Saturday, 10 May 2014

Hugs And Other Forms Of Physical Intimacy

One thing I have been confronted with repeatedly over the past months thanks to the time have spent at the local hackerspace is that of physical intimacy. With the people at this hackerspace being quite friendly there is the common occurrence of people hugging each other, giving a shoulder massage and the like. To me this feels... weird.

When people ask me whether it's okay for them to hug me I really have to think about it. For me it seems to come down to perceived threat level. My default assumption is always that I can not trust the person and that they will possibly hurt me. To mitigate this other factors need to be assessed.

The first factor seems to be that of the gender of the other person, the second how I perceive the personality of this person. I tend to have a far less severe defensive response when the person asking it is female. I am aware of my bad experiences with men in general and my general distrust of men as a result of this and other experiences.

I notice this in different ways too, such as when I see couples. When it's two women it's fine for me, aside from a touch of longing. When it's two men it's also fine for me. When it's a man and woman I feel uncomfortable, in pain and even sickened. When they show intimacy towards each other I have to look away while wishing I had never seen it. It's honestly traumatizing to me.

It could be that this is all just due to how I have been treated in the past, with mostly men either taking advantage of me or being the physicians who violated me physically. While I have learned to suppress any feelings of discomfort when I get into an examination chair at a doctor's office for yet another physical examination, I have to admit that it is a horrible and traumatizing experience.

Add to this that most of the physicians who examined me this way were most likely lying to me; attempting to brainwash me into believing that I was something which I am not. This tied physical contact, sexuality, men and betrayal together in a horrifying combination.

To me even hugging is a form of physical intimacy which one doesn't share lightly with others. I'm pretty sure that I would think about it in a similar way if I hadn't suffered these traumatic experiences. Every time I got physically violated it added a bit more to the trauma to get to the current point where I have to admit that this irrational hatred and distrust I feel against men in general is a problem.

I know I still have to figure out exactly what the sources of these irrational feelings are and what to do about it. I do know that I have to dive deep into my traumatic experiences of the past. I just hope that I can have the surgery over with soon so that I can at least put an end to the horrible physical examinations.

Maybe after the surgery I can finally start thinking about healing from my traumas. At this point I can only suffer through them, every day again.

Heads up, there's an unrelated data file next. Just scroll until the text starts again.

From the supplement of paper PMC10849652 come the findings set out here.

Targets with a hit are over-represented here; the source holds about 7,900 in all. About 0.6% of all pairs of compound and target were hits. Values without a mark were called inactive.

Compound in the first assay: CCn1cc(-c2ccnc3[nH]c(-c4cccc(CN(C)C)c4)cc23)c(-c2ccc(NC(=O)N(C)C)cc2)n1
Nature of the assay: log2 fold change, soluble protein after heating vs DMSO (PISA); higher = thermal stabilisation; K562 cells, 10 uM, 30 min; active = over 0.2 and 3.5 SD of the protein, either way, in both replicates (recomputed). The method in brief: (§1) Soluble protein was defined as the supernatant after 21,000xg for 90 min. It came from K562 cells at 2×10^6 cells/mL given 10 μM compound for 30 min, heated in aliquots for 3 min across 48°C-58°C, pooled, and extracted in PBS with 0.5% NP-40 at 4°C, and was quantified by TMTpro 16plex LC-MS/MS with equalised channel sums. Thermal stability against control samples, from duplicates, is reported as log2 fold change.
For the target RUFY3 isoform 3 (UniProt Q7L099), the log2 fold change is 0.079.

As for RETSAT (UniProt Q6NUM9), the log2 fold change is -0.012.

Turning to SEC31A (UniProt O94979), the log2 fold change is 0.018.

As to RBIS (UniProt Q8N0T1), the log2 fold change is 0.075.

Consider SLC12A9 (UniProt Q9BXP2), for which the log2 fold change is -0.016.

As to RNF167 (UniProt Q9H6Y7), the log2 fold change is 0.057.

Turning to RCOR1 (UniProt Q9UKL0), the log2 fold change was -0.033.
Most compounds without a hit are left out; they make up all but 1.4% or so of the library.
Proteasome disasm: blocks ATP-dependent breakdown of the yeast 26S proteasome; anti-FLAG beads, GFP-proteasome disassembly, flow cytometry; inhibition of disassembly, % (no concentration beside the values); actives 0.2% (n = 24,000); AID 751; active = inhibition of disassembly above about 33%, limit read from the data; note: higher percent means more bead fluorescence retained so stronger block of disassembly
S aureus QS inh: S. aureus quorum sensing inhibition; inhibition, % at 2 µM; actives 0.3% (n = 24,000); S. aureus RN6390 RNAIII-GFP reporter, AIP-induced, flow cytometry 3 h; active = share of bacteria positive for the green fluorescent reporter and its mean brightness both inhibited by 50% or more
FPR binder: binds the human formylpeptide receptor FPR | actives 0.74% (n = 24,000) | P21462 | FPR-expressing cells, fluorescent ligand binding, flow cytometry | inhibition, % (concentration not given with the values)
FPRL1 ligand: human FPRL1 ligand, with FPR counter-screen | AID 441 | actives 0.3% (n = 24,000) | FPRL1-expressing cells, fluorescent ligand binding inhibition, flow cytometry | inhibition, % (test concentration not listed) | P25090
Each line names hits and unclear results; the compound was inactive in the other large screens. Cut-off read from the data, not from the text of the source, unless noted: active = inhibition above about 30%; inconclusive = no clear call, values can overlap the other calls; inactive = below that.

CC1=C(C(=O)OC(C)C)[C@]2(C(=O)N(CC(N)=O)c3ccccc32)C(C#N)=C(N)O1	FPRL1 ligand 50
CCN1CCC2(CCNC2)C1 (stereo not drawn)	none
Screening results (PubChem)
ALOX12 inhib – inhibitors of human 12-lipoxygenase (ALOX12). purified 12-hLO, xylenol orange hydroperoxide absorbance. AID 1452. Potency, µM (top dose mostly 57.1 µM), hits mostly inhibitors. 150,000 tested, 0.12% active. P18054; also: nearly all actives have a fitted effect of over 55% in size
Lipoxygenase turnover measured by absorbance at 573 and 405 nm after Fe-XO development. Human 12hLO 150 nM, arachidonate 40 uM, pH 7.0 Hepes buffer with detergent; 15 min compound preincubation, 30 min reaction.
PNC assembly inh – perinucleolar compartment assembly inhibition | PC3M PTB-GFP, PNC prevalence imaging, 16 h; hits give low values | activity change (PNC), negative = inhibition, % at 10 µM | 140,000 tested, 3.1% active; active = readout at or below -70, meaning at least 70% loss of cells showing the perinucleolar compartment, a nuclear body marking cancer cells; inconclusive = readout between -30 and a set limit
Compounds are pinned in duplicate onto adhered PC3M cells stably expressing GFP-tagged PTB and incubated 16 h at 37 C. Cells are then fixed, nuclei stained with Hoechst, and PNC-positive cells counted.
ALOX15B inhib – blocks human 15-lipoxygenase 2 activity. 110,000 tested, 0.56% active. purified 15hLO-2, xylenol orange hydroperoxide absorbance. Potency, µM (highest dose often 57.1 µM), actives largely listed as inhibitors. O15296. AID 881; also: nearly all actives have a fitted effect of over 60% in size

OTaylor said...

It sounds like hacker-space is a great opportunity to build some personal relationships and restore some of the trust that's been lost over the years. My feeling is that the more settled you become in Germany the easier it will be to feel safe about where you are; a kind of security that's really important when trying to heal from trauma.

I'm not an expert, but from what you describe it sounds like you are reliving your traumatic experiences when you are in unfamiliar environments or surrounded by unfamiliar people. I think the "everything and everyone is a threat"-mode that the brain gets into happens primarily when we don't have a sense of personal safety.

With respect to the physical intimacy, I don't think that's its that uncommon and in fact there are lots of places where that is the culture: France, for example.

I would certainly recommend that you find a therapist that you can trust, if you haven't done so already, as I think they would be able to help you with separating your daily experiences from the memories of what happened, but I could imagine finding such a person will already be challenging for you.

Keep positive. Things will improve :)

OTaylor said...

It sounds like hacker-space will prove to be a great opportunity to build some personal relationships and perhaps restore some of the trust that's been lost over the years. My feeling is that as you get more settled into life in Germany you'll regain some sense of security, which is so important when recovering from trauma.

I'm not an expert, but from what you describe it sounds like you're reliving your traumatic experiences when you're in unfamiliar places or with unfamiliar people. The "everyone and everything is a threat"-mode the brain gets into seems to primarily happen when one doesn't have a sense of physical security.

I wouldn't worry too much about your feeling regarding physical intimacy. It's very common in various parts of the world, like France for example.

I don't know whether you're currently meeting with a therapist, but I think if you can find one that you can trust then they could help you to separate your memories of what happened in the past with your daily experiences, so you're not stuck in this constant state of jeopardy. Although, simply finding a professional you can trust will present the biggest challenge.

Keep positive. Things do and will get better.